The picture is related to a continuation to the upside (long). In case price does NOT close below the line in the sand, you add money proportional to the success rate of a pullback. The further the pullback, the lower the successrate, the less extra money you should add.

FYI here are a couple of pictures that are also related to this issue as well as the custom candles. All of this, my friends, is old wine in new bags.

Image

Image

Remember: a candle is just a candle. Price is fractal: two or three or Y candles are also just a (as in: one) candle. Take the open, high, low, close of any group of candles, and think of what it depicts: are the sellers in control, are the buyers in control, or is it neutral. Take the open, high, low, close of a particular timeframe, and you can draw a candle.

Hope this helps, and don't forget to go and search for yourself for the answers. You need to take responsibility of your life and therefore of your trading :wink:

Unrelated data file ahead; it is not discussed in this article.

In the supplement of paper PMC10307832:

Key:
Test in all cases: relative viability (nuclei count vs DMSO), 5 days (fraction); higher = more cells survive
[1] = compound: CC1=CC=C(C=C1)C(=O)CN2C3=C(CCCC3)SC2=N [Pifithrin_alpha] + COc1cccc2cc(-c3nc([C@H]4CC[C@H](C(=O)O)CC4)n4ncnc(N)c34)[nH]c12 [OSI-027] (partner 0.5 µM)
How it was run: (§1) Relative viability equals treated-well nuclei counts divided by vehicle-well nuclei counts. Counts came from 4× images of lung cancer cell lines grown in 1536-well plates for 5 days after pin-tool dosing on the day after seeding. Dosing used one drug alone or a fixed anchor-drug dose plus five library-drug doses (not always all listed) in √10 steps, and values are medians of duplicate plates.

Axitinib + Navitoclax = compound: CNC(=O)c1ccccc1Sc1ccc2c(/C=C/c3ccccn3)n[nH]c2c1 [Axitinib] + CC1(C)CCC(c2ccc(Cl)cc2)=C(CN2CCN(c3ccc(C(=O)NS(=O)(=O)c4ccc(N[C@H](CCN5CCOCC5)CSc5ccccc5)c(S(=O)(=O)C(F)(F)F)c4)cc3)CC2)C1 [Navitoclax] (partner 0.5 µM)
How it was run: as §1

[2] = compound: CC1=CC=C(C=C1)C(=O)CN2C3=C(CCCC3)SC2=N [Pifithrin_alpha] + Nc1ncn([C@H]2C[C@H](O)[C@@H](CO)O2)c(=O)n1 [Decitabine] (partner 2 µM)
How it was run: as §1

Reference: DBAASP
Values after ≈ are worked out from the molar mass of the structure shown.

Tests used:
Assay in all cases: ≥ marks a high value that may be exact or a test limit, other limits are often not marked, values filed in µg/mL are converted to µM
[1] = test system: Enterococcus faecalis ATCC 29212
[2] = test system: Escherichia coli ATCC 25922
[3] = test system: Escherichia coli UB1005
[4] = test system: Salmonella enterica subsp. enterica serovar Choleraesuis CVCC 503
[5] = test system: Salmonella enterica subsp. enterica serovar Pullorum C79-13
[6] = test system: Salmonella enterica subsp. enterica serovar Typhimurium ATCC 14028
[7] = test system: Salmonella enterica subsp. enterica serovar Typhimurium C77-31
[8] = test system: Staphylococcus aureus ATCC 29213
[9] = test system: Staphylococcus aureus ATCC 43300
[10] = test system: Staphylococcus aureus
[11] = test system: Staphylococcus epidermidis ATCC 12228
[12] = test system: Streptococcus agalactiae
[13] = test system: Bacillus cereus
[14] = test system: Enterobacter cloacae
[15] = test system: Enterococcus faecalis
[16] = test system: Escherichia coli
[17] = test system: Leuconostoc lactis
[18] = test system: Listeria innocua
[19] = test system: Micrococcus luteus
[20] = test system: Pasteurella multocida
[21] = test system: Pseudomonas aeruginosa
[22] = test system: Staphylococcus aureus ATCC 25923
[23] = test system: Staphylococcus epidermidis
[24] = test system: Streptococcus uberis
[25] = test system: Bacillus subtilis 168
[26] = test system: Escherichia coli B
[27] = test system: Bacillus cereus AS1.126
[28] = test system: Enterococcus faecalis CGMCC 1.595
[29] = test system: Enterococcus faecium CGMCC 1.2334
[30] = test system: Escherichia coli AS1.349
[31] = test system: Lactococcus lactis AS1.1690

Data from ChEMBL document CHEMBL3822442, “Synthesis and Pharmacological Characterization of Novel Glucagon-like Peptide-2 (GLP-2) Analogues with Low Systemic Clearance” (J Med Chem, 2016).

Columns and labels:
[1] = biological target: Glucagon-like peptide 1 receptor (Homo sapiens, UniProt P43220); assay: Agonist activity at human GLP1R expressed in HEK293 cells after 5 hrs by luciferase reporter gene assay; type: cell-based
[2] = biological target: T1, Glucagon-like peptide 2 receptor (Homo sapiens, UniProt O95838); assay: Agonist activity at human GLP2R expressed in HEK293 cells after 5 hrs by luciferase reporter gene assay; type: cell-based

Lose professionally!

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TygerKrane
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Placing Your Average Line...

Postby TygerKrane » Fri Jul 23, 2010 11:45 am

Humble wrote:
newark18 wrote:I always averaged into my order basically as price was retracing. Do you mean to say that I should first wait for the retracement and average into your order after you think the retracement is complete?


IMHO yes.

"Support is a line which price does not close below." In an up move the retracement should not close below your line. If it does then the line was not support and/or the move down is more than a retracement. Either way why would you still average into a long position.

Thanks newark18, I was on the verge of asking the same question.
[hr]So are we saying, "look to create your Average Line AFTER you think that the retracement has happened?"

I must admit, I had been looking at previous consolidation levels, and placing my order to create the average (based on those previous areas) while price was still on its rise, and then seeing if price would pull back far enough for me to have to close out on the trade. :oops:

I must admit, giving the Price Action the chance form its own retracement {S/R} level FIRST and THEN placing my average line based on that is a lot less stressful.

See my markup of aliassmith's picture as a confirmation of what we should be trying to do then?:

Image

**Krane catches Tyger** !>I'm here to chew bubble gum and make major pips...and I'm all out of bubble gum.<!